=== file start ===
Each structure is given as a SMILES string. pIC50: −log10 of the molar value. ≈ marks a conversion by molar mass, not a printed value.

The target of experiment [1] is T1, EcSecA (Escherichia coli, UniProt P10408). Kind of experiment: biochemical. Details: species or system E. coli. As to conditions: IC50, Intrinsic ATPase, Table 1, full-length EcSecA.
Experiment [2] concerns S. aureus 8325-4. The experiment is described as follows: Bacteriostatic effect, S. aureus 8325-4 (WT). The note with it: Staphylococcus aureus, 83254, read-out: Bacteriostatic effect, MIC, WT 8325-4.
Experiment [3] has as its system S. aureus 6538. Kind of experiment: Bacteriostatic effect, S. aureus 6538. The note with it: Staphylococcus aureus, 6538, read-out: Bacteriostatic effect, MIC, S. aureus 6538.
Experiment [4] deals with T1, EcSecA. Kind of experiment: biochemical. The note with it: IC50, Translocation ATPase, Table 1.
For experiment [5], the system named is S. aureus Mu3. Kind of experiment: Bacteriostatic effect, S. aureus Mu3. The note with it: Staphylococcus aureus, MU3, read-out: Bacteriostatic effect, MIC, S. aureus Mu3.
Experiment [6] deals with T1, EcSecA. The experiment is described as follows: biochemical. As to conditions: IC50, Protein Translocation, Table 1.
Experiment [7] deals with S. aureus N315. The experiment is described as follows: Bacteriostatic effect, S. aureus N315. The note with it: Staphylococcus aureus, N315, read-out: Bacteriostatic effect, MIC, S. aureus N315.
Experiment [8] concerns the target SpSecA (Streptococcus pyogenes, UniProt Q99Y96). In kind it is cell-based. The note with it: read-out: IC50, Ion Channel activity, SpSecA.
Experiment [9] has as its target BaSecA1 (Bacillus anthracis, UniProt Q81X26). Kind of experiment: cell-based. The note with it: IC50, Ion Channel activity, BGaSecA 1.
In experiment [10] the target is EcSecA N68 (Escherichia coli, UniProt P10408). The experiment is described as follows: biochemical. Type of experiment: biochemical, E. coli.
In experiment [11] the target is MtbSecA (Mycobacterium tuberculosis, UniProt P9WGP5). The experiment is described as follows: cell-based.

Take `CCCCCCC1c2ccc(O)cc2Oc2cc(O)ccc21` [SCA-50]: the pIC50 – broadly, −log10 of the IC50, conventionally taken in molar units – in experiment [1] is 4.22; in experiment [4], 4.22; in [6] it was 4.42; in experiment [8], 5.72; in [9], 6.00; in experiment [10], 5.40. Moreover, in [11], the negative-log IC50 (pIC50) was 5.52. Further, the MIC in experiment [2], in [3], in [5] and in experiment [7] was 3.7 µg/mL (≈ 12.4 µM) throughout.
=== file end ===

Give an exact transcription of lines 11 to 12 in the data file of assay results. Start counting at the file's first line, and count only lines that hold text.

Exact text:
In experiment [10] the target is EcSecA N68 (Escherichia coli, UniProt P10408). The experiment is described as follows: biochemical. Type of experiment: biochemical, E. coli.
In experiment [11] the target is MtbSecA (Mycobacterium tuberculosis, UniProt P9WGP5). The experiment is described as follows: cell-based.